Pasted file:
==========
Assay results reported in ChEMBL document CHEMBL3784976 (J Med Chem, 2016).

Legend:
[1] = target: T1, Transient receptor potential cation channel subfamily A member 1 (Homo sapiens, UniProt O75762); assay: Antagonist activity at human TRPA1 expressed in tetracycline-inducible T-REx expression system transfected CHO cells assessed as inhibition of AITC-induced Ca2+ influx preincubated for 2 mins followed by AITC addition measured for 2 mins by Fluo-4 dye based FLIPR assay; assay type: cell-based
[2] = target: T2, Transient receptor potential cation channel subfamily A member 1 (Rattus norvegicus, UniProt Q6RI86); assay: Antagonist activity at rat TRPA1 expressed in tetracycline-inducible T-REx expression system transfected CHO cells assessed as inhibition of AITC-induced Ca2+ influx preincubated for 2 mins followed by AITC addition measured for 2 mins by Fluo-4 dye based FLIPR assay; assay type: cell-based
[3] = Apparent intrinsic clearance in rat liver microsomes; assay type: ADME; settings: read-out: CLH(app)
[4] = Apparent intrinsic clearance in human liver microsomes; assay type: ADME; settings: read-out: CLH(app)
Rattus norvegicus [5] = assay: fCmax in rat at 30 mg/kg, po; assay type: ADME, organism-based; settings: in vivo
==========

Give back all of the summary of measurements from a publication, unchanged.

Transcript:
Assay results reported in ChEMBL document CHEMBL3784976 (J Med Chem, 2016).

Legend:
[1] = target: T1, Transient receptor potential cation channel subfamily A member 1 (Homo sapiens, UniProt O75762); assay: Antagonist activity at human TRPA1 expressed in tetracycline-inducible T-REx expression system transfected CHO cells assessed as inhibition of AITC-induced Ca2+ influx preincubated for 2 mins followed by AITC addition measured for 2 mins by Fluo-4 dye based FLIPR assay; assay type: cell-based
[2] = target: T2, Transient receptor potential cation channel subfamily A member 1 (Rattus norvegicus, UniProt Q6RI86); assay: Antagonist activity at rat TRPA1 expressed in tetracycline-inducible T-REx expression system transfected CHO cells assessed as inhibition of AITC-induced Ca2+ influx preincubated for 2 mins followed by AITC addition measured for 2 mins by Fluo-4 dye based FLIPR assay; assay type: cell-based
[3] = Apparent intrinsic clearance in rat liver microsomes; assay type: ADME; settings: read-out: CLH(app)
[4] = Apparent intrinsic clearance in human liver microsomes; assay type: ADME; settings: read-out: CLH(app)
Rattus norvegicus [5] = assay: fCmax in rat at 30 mg/kg, po; assay type: ADME, organism-based; settings: in vivo